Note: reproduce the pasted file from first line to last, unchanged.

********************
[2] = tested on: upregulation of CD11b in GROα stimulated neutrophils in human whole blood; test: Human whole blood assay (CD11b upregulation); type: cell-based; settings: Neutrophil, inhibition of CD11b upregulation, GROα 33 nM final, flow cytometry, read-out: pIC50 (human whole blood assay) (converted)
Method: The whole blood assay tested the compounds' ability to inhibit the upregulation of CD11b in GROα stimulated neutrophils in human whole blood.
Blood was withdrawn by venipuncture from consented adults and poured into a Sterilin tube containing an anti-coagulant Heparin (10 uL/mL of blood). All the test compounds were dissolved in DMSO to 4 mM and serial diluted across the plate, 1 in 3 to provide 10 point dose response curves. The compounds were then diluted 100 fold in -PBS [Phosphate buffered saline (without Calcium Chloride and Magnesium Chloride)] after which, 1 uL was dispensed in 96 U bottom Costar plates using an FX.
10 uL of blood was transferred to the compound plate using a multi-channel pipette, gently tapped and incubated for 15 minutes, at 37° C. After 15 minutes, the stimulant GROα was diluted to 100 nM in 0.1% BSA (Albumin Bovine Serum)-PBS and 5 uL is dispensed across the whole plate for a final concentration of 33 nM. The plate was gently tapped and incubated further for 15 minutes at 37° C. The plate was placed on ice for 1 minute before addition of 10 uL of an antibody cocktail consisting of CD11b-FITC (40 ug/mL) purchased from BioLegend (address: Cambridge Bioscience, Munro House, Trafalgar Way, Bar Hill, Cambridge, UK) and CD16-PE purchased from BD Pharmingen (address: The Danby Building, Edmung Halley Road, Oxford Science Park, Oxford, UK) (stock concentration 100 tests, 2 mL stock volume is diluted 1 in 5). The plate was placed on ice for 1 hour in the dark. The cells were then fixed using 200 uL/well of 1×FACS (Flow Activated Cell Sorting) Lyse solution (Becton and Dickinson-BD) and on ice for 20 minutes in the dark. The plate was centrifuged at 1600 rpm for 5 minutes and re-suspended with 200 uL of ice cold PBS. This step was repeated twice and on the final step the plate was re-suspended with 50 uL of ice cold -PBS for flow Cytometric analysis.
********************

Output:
[2] = tested on: upregulation of CD11b in GROα stimulated neutrophils in human whole blood; test: Human whole blood assay (CD11b upregulation); type: cell-based; settings: Neutrophil, inhibition of CD11b upregulation, GROα 33 nM final, flow cytometry, read-out: pIC50 (human whole blood assay) (converted)
Method: The whole blood assay tested the compounds' ability to inhibit the upregulation of CD11b in GROα stimulated neutrophils in human whole blood.
Blood was withdrawn by venipuncture from consented adults and poured into a Sterilin tube containing an anti-coagulant Heparin (10 uL/mL of blood). All the test compounds were dissolved in DMSO to 4 mM and serial diluted across the plate, 1 in 3 to provide 10 point dose response curves. The compounds were then diluted 100 fold in -PBS [Phosphate buffered saline (without Calcium Chloride and Magnesium Chloride)] after which, 1 uL was dispensed in 96 U bottom Costar plates using an FX.
10 uL of blood was transferred to the compound plate using a multi-channel pipette, gently tapped and incubated for 15 minutes, at 37° C. After 15 minutes, the stimulant GROα was diluted to 100 nM in 0.1% BSA (Albumin Bovine Serum)-PBS and 5 uL is dispensed across the whole plate for a final concentration of 33 nM. The plate was gently tapped and incubated further for 15 minutes at 37° C. The plate was placed on ice for 1 minute before addition of 10 uL of an antibody cocktail consisting of CD11b-FITC (40 ug/mL) purchased from BioLegend (address: Cambridge Bioscience, Munro House, Trafalgar Way, Bar Hill, Cambridge, UK) and CD16-PE purchased from BD Pharmingen (address: The Danby Building, Edmung Halley Road, Oxford Science Park, Oxford, UK) (stock concentration 100 tests, 2 mL stock volume is diluted 1 in 5). The plate was placed on ice for 1 hour in the dark. The cells were then fixed using 200 uL/well of 1×FACS (Flow Activated Cell Sorting) Lyse solution (Becton and Dickinson-BD) and on ice for 20 minutes in the dark. The plate was centrifuged at 1600 rpm for 5 minutes and re-suspended with 200 uL of ice cold PBS. This step was repeated twice and on the final step the plate was re-suspended with 50 uL of ice cold -PBS for flow Cytometric analysis.